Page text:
Our results provided important information on geographic areas which require specialized attention for HIV prevention. Continued momentum is needed to address persistently high levels of HIV infection in Nyanza region. Moreover, the observed increases in HIV prevalence among middle-aged and older women in Central region, as well as elevated risk of HIV infection among women in urban residences, are areas which require more focused strategies.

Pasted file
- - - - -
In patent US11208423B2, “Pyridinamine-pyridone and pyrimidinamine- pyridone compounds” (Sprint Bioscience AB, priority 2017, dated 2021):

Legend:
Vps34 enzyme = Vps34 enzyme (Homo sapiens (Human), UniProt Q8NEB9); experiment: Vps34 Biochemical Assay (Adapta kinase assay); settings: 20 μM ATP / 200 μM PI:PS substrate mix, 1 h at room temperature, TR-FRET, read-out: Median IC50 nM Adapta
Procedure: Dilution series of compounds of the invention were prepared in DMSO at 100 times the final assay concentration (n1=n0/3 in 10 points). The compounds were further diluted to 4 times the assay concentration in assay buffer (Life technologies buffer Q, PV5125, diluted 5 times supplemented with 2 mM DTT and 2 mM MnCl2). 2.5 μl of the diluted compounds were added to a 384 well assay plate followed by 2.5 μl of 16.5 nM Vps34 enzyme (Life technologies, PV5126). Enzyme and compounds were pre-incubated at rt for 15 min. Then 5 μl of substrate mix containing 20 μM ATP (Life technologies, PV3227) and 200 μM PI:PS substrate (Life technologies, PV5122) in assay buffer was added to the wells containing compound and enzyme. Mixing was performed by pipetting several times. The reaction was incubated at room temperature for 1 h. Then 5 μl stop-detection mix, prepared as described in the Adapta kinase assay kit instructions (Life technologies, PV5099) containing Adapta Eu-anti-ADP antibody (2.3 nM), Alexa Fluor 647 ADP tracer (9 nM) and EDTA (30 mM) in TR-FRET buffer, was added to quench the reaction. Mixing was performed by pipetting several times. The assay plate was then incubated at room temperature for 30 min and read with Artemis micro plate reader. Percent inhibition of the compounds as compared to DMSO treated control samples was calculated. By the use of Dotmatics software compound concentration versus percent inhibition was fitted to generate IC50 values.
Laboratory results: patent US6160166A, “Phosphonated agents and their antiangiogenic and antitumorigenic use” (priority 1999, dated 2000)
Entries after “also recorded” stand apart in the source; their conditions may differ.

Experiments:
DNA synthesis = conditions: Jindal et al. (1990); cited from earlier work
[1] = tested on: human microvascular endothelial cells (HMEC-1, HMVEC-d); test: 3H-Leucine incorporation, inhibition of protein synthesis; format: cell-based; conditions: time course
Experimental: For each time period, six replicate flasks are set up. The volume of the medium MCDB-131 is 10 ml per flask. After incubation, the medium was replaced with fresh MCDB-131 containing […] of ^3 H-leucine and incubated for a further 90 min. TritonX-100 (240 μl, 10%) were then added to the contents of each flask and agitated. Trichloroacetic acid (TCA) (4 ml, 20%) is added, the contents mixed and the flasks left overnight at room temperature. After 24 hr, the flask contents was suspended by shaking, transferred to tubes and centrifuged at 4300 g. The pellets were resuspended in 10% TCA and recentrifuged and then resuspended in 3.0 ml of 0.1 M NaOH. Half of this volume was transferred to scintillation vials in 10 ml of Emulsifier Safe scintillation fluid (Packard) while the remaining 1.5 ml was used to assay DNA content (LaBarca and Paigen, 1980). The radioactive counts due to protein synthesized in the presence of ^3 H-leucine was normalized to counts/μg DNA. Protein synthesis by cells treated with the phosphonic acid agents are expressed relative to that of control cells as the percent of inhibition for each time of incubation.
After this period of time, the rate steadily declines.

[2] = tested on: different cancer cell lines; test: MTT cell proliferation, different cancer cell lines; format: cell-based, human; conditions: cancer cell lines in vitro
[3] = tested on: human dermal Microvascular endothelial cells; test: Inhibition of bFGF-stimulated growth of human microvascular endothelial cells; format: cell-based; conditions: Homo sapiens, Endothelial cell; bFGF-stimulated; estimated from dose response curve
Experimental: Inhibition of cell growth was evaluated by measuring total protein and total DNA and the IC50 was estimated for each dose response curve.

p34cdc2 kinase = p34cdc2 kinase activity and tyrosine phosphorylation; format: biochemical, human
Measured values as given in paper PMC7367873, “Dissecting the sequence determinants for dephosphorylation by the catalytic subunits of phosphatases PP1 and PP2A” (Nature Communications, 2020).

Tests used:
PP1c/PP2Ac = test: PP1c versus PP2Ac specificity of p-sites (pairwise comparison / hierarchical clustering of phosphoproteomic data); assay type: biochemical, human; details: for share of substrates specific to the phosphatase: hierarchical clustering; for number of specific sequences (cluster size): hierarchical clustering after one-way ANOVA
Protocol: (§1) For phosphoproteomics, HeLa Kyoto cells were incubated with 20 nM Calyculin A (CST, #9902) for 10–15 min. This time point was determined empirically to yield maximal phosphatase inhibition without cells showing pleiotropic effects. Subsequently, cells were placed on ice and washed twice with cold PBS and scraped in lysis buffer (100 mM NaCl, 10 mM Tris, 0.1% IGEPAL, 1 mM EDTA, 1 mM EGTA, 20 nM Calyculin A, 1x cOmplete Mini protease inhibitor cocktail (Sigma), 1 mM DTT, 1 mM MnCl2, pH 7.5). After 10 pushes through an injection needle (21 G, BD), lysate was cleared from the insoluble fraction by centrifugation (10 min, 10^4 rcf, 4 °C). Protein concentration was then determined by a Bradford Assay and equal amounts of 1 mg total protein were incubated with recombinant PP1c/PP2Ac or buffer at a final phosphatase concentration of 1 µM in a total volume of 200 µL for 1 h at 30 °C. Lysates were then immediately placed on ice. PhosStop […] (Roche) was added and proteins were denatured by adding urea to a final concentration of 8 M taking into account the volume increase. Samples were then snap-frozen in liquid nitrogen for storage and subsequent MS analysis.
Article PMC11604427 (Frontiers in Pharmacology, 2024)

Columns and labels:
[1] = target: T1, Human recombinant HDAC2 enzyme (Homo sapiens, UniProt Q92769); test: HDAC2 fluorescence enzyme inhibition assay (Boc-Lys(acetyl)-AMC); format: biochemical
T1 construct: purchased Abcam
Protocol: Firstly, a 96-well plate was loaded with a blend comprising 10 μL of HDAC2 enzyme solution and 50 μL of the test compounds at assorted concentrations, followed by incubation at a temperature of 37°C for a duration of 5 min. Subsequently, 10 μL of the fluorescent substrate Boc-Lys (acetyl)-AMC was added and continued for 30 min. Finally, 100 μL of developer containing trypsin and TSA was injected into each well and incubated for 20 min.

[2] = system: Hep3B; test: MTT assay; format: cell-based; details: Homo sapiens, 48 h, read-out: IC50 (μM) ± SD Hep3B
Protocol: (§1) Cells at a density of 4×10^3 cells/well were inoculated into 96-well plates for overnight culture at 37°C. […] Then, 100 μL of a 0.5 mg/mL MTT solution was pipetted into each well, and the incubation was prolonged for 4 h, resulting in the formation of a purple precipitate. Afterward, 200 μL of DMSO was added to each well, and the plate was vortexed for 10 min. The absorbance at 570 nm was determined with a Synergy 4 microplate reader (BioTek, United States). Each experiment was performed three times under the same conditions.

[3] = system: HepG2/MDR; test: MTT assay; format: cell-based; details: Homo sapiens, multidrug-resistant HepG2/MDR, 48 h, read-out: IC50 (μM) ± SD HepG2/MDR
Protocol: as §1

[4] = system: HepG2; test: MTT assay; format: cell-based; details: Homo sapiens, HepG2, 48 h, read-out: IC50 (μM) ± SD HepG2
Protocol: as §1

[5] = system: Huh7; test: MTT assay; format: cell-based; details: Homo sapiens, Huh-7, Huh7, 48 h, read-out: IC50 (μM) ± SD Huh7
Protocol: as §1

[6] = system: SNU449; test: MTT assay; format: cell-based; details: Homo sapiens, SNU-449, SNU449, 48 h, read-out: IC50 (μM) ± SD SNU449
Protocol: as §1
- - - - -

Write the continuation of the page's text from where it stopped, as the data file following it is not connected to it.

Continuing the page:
Our study had several limitations. Because this study was cross-sectional in design, we were unable to infer directionality of associations, such as the associations between HIV infection and condom use with last sexual partner, widowhood among men, and divorce or separation among women. Behaviors, circumcision status, and symptoms of STI were self-reported, and associations observed may have been impacted by social desirability bias. Selection bias may have been introduced by decisions to exclude North Eastern region from the sampling frame because of security concerns. The North Eastern region, however, is relatively sparsely populated and had an HIV prevalence of only 0.8% in KAIS 2007,5 and we feel it is unlikely that excluding this region affected our results substantially. Differences in HIV prevalence between KAIS 2007 and KAIS 2012 could also reflect changes in composition of the sample between the two surveys. Compared with KAIS 2007, the sample in KAIS 2012 had significantly higher proportions of persons who were aged 25–34 years, never married or never cohabited, reported secondary education or higher and were from urban residences.7 The demographic, behavioral, and biological differences observed among KAIS 2012 participants in the interview and serologic sample may have also contributed to either an underestimation or overestimation of HIV prevalence in 2012, limiting our ability to accurately interpret trends in HIV prevalence.